Dear Virginia, We live next door to two nice, high-flying business people. They have a two-year-old daughter. When they are around, they seem to love her very much. But during the week an au pair looks after her. I hear the au pair screaming at her, saying she's horrible. The child is very withdrawn. Should I tell the parents, or would I be interfering? Yours sincerely, Annie
On the way to the shops recently, I heard the blood-curdling screams of a child from an open window. I wasn't the only person who was disturbed. Other people were looking up, shaking their heads, raising their eyebrows and moving, worriedly, on. The house was one of those sinister buildings, with towels pinned to the windows. Although all was quiet when I returned, I was shaking and almost in tears at the memory of the sound, so I rang the Social Services who told me to ring the police, who came round in a matter of seconds.
Now, it turned out that it was simply a teenager throwing a terrific tantrum, but was I right to interfere? Of course I was. How could I have lived with myself if I hadn't done something about it?
There is absolutely no question that you should "interfere" - though I would describe it more as bringing something into the open. It's up to the parents whether they do anything about this au pair, after all. Although we pass by these child abuses - and I'm afraid I am often too cowardly to upbraid a shrieking mother in the street, pretending to myself that it's "none of my business" - what we must remember is that a build-up of actions like these can harm a child for all of his or her life.
A little two-year-old child's brain is still growing and, subjected to abuse and put-downs like this, is in danger of actually developing in a way that will affect her for the rest of her life. You would not fail to report a woman deliberately maiming her child in order to get money for begging, because you know that the injuries would affect the child permanently. It's no different with emotional abuse. And to allow any child to be subjected to treatment which may result in her suffering from anxiety and depression for life is little short of criminal.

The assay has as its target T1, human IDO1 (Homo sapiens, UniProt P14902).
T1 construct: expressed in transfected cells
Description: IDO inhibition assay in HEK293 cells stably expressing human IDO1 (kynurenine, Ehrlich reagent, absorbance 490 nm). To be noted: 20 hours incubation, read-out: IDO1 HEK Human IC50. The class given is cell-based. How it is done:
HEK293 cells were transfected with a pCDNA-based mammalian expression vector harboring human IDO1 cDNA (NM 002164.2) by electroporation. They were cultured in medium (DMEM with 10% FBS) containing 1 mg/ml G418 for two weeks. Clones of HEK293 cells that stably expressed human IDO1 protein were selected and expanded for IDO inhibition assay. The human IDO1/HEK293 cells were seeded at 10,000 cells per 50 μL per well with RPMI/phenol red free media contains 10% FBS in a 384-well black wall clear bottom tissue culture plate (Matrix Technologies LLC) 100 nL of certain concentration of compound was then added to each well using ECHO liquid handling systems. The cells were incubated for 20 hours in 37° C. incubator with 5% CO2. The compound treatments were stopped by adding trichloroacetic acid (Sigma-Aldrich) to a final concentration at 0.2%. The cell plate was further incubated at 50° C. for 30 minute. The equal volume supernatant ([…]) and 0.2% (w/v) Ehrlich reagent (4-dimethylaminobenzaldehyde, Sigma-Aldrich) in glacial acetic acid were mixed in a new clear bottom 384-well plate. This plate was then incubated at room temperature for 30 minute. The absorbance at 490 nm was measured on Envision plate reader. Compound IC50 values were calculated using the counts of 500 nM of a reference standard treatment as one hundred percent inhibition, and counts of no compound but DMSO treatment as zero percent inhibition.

Of course, there's the risk that her parents may feel a bit put out, but it doesn't sound as if you're close friends, more polite and well-disposed neighbours. But if you can possibly keep a record of the shouting, and write down exactly what the girl says, it will be that much more convincing. If you keep dates and times, as well, it will look more official, and though I doubt you'd want to take the accusations any further, a list will imply that you might, which could mean they take you more seriously.
Anyway, who cares if in future they cut you dead? Even if they don't sack the au pair, they'll almost certainly have words with her (she clearly doesn't behave like this when they're around, so she knows it's wrong) and you will know that you've done your very best for that poor child.
I bet they'll be incredibly grateful. Because imagine if it were your child going through such torment. Wouldn't you be glad if some caring neighbour told you what was going on? Wouldn't you feel forever in their debt? Or imagine if it had been you, when you were tiny?
She needs your help